How children’s mental health is impacted after experiencing trauma
Families, educators, and students are still trying to comprehend Tuesday’s mass shooting at Robb Elementary School in Uvalde, Texas.
Experts say children may exhibit feelings of shock, anger and sadness after a school shooting. Students can present signs of anxiety, post-traumatic stress disorder and increased stress in the aftermath of a crisis.
Mental health experts advise parents to address school shootings with their children.
In the last decade, there have been numerous school shootings and countless incidents of gun violence. Tuesday’s tragedy is the deadliest school shooting in the past 10 years since the Sandy Hook Elementary incident.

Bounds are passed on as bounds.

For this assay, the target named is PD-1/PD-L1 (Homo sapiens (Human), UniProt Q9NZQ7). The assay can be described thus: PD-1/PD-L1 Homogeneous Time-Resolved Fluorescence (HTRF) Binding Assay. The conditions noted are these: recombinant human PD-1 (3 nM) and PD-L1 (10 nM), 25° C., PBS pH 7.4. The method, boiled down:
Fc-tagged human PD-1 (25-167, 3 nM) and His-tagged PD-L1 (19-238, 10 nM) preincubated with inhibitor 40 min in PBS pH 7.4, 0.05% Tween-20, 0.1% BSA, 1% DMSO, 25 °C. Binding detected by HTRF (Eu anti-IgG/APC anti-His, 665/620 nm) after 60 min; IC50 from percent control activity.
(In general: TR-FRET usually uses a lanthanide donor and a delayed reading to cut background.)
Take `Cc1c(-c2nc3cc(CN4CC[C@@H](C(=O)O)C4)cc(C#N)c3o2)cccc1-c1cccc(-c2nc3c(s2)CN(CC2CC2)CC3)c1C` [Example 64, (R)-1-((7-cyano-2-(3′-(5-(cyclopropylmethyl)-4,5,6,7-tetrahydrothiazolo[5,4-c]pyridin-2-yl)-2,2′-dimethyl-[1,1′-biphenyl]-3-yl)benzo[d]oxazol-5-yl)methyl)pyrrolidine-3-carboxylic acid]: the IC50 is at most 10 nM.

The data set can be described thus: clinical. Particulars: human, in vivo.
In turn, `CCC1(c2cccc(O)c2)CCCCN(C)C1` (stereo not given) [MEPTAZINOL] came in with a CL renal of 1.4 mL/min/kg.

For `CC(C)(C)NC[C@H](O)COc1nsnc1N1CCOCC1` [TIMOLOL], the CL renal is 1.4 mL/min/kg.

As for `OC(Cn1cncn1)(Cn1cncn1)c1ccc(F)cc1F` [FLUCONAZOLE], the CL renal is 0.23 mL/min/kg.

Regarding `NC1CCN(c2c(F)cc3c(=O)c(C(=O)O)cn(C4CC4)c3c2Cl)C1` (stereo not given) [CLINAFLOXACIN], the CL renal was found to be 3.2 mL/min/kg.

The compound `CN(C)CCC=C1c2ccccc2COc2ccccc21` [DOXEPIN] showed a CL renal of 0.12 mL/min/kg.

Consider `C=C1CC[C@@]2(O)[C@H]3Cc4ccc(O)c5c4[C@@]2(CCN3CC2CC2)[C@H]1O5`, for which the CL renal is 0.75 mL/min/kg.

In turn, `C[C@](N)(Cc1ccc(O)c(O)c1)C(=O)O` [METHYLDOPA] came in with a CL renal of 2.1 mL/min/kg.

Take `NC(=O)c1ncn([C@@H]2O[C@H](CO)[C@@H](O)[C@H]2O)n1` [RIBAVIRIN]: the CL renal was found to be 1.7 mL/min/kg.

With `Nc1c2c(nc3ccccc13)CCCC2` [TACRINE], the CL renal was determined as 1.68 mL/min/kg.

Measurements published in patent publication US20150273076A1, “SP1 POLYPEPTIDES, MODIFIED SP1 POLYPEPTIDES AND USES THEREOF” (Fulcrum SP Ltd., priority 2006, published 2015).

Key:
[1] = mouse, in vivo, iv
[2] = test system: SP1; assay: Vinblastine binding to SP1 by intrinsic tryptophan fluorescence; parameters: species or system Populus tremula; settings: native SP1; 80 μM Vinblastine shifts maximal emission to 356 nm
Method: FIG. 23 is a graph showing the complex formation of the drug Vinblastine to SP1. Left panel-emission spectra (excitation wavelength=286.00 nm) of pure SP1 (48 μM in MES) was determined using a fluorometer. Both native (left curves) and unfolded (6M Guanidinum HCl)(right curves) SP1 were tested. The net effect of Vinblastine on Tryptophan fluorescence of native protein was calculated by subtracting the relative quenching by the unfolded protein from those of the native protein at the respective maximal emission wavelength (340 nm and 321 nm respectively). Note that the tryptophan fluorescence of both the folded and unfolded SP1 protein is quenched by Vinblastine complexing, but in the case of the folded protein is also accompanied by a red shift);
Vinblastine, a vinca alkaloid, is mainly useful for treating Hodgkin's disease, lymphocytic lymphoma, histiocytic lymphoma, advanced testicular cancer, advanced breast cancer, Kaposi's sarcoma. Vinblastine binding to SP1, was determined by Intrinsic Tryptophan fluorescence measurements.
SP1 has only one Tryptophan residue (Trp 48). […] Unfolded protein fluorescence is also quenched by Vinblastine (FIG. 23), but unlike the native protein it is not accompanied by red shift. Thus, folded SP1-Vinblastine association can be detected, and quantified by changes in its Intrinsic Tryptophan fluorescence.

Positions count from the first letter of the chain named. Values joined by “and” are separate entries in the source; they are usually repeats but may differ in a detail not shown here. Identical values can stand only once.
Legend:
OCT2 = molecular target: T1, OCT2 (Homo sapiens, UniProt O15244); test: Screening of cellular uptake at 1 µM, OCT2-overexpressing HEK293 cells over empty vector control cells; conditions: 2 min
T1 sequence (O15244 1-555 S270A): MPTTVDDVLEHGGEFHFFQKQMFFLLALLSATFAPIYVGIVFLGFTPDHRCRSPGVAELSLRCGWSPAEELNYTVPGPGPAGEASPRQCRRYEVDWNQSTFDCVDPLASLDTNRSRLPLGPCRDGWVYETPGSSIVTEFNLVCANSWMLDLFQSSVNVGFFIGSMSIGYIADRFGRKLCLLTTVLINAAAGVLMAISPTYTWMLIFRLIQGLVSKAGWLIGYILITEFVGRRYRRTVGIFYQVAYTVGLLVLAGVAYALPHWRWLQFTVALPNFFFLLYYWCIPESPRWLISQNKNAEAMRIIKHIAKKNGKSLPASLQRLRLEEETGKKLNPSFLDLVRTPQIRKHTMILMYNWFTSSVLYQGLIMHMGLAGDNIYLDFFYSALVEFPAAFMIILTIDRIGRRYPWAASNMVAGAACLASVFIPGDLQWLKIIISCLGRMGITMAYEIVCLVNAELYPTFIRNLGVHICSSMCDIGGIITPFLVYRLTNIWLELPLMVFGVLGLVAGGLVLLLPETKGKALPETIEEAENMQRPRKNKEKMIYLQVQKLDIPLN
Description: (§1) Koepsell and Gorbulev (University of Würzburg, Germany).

What effects do school shootings have on developing brains? When is the right time to speak to a child about how they feel after experiencing and witnessing a traumatic event? How should parents and guardians approach children after a tragedy?
How can adults best help children grieve the loss of loved ones? What organizations are available to facilitate crisis counseling?
What do experts say about returning to school? What resources are there to help address children’s mental health after a traumatic experience? What’s needed for families to process this trauma?
What should the Uvalde community be prepared for in the coming months as they continue to process this week’s events?
- Dr. Jill Palmer, chief of behavioral health for Endeavors
- Melissa Tijerina, vice president of children’s behavioral health at The Center for Health Care Services
- Mary Garr, president and CEO of Family Service Association
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*This interview was recorded on Thursday, May 26.